In this series, we celebrate the employees that make Grindrod Bank a success. Through the stories of our people you will come to know us as a company that values diversity, encourages inclusivity, and above all inspires individuals and teams to succeed. We are simply in awe of everything Sherry has accomplished so far, and we thank her for imparting her wisdom and advice. This is her story:

Sherry Barrett, our Independent Non-Executive Director, shares where it all started:

A defining moment for me was as an 8-year-old. I remember standing in my granny’s kitchen and thinking that this life was not for me and saying to myself that I will not be poor. My big break was being awarded a bursary for my university studies.

I have worked most of my life starting young with part-time jobs, my very first was ironing washing as a 14-year-old, then working part time in a credit card division while studying full time.


Now that she has grown and thrived into her career in banking, Sherry’s important role as a non-executive director is:

To have independent oversight of the business, ensuring strategy execution is in accordance with our primary stakeholders’ (e.g. clients; employees; Prudential Authority; shareholders etc.) expectations.

I get great satisfaction from seeing how the different puzzle pieces fit together. This being the various business areas of the organisation, and industry it operates in and  within the wider context of the economy.  It is immensely satisfying knowing that the business you serve makes a positive impact on the lives of others, be it our customers, employees or in the communities where we operate.”


Sherry’s observations on current the state of banking now and how to stay ahead in the field:

“Given where we find ourselves, amidst a global pandemic and economic crises, we are in a transformational period where most things are being, or need to be, redefined.”

As such, the best way to stay ahead in this field is to be a lifelong learner with an attitude of curiosity. Always look for a better or new way to do something and leave things better than when you found it. We need to be open to unlearning and relearning as everything is constantly evolving and changing. Also, be brave and do new things.


Sherry’s message to young people pursuing a career in the banking industry and finance profession is:

The working world is challenging and rewarding in so many ways. You need to ensure that your contribution to the working world, in fact to the world at large, is the best of who you are. Always do your best and improve on what you have done before.  Average is not good enough! Develop an impeccable work ethic. Ask questions in a way that seeks to understand rather than undermine.  Challenge constructively and not in a way that is harmful. And while giving your best, ensure that you are being valued and respected.

Don’t ever underestimate your abilities or your potential. You are capable of way more than you think. In my experience being a Chartered Accountant gives you exposure to business, and provides a training ground that is second to none. It provides an excellent platform to launch into various spheres of the business world, not just locally but globally as well.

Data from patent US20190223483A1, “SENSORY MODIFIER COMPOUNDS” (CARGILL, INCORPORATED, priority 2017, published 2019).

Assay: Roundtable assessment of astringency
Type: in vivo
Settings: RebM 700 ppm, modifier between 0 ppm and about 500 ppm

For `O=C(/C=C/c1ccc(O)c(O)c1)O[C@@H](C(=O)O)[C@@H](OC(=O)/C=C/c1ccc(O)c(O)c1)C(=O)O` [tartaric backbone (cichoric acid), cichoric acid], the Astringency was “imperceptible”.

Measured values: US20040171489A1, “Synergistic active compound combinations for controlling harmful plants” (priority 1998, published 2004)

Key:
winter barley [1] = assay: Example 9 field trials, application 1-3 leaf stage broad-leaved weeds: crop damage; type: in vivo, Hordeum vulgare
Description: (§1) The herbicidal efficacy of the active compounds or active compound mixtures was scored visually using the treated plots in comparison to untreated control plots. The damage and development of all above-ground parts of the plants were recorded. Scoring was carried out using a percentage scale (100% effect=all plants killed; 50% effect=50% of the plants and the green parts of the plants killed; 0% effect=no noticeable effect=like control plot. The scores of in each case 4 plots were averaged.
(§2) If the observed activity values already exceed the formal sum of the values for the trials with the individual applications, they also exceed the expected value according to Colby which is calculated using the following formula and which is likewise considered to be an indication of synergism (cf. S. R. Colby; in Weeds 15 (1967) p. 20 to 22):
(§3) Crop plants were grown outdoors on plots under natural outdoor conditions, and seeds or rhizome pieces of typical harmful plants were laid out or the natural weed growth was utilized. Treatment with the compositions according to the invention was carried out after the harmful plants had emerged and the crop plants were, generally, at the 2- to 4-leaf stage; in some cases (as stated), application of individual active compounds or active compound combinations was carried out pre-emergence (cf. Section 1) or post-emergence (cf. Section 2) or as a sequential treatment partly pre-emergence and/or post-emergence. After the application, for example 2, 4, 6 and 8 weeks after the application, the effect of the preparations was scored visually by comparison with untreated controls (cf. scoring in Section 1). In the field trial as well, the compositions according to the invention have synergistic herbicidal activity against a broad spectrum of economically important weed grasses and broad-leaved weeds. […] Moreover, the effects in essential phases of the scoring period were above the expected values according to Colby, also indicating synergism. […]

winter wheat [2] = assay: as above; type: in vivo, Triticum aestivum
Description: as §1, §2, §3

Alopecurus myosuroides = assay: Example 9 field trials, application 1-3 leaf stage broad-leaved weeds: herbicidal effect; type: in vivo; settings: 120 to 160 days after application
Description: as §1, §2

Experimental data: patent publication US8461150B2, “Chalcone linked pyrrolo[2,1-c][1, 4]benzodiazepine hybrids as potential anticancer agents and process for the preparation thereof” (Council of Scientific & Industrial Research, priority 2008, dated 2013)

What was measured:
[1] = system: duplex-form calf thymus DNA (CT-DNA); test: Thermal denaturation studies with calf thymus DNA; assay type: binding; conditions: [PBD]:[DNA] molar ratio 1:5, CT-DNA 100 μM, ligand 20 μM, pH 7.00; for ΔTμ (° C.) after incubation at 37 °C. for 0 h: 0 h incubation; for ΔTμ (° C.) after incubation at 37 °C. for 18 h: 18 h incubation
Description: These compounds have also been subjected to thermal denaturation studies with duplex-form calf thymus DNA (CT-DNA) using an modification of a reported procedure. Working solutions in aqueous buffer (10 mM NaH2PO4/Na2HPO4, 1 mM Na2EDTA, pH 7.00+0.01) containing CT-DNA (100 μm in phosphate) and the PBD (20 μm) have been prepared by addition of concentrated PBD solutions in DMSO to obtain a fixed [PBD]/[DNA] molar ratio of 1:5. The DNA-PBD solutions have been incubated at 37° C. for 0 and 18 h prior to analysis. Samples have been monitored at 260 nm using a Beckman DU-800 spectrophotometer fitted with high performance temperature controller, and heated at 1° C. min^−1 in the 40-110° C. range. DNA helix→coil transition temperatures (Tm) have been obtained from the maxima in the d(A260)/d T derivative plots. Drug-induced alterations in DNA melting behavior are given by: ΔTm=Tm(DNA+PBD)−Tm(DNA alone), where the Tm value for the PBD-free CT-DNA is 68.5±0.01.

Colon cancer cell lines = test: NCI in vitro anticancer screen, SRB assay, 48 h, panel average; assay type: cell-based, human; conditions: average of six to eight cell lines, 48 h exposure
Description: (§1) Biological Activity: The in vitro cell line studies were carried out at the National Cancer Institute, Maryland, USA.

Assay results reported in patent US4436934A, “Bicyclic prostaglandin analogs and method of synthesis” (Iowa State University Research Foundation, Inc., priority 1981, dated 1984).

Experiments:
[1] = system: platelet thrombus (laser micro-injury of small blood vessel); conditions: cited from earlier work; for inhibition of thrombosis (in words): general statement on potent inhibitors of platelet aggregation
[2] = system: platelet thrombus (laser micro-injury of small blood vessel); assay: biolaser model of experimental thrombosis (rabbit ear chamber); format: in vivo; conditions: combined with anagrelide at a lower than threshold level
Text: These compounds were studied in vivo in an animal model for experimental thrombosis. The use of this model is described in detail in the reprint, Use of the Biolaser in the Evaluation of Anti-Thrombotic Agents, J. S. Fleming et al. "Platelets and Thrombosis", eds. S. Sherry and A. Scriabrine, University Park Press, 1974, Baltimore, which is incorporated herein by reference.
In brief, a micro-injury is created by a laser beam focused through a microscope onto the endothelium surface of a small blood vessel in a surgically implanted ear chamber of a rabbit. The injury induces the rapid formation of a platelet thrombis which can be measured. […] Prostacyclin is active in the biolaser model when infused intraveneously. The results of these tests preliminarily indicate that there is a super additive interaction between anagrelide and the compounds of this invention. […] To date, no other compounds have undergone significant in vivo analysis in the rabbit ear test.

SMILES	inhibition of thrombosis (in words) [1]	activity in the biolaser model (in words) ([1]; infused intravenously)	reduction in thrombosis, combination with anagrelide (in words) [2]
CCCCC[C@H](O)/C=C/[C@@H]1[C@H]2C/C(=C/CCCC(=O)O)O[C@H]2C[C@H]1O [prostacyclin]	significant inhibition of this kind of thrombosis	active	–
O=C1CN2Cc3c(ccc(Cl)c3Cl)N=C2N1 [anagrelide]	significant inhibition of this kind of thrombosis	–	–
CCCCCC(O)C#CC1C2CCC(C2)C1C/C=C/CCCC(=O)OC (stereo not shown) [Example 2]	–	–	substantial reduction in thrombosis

Sherry shares her must-read business books, and her favourite publication:

Different books are applicable to different phases of your career. You read them  take what you need and move on. One book that does stand out for me, which I read early on in my career, is 7 Habits of Highly Effective People by Stephen R. Covey.

One of the publications I read the most is Holistica, a well-being magazine. Otherwise I also enjoy reading anything with travel or house and home content.


Women that Sherry admires most in business:

There are many women I admire and respect in business, some of whom I have worked with in the past, and others I am working with today. The woman I do admire the most right now is Jacinda Arden, the New Zealand Prime Minister. She leads with compassion and the citizens trust her. I recently read a Harvard Business Review article about “what good leadership looks like during a pandemic” citing her leadership. The  four key points from the article were: 1. Transparent and honest communication in a way that all people understand. 2. Acting with urgency and decisively. 3. Responding productively to missteps, listen, acknowledge, and re-orientate. 4. Engage in constant updating.


Sherry shares her thoughts on maintaining a work-life balance:

Work-life balance is difficult to define and means different things to different people.

It implies the work and other roles are equal and fits into designated times of the day or week. I would rather look at it as work-life integration. You need to find ways to integrate all the various aspects of your life, and who you are, in a way that is practical and meaningful to you. Know who you are and what’s important to you. That in turn will define how you achieve work-life integration. Be disciplined and flexible at the same time. What you do, when you do it and how much time you spend doing it will vary depending on your priorities for that day, week or month.

Here is a simple example. I am attending my daughter’s swimming event, but I also have a deadline. Both are important so I work through the night to get the work done. I’ll catch up on sleep later. But don’t sacrifice sleep too much because then you are creating other problems and on the road to burnout.


Wow, with such a busy schedule, it’s no wonder Sherry uses the following stress coping techniques:

“Yoga, meditation and a few breathing techniques are some of the mindfulness tools that I practice to manage stress and to live a fuller life.  I also enjoy gardening, travel and photographing nature.”


With everything that she has achieved, it is no wonder Sherry describes herself as:

“Resilient, complex and driven.”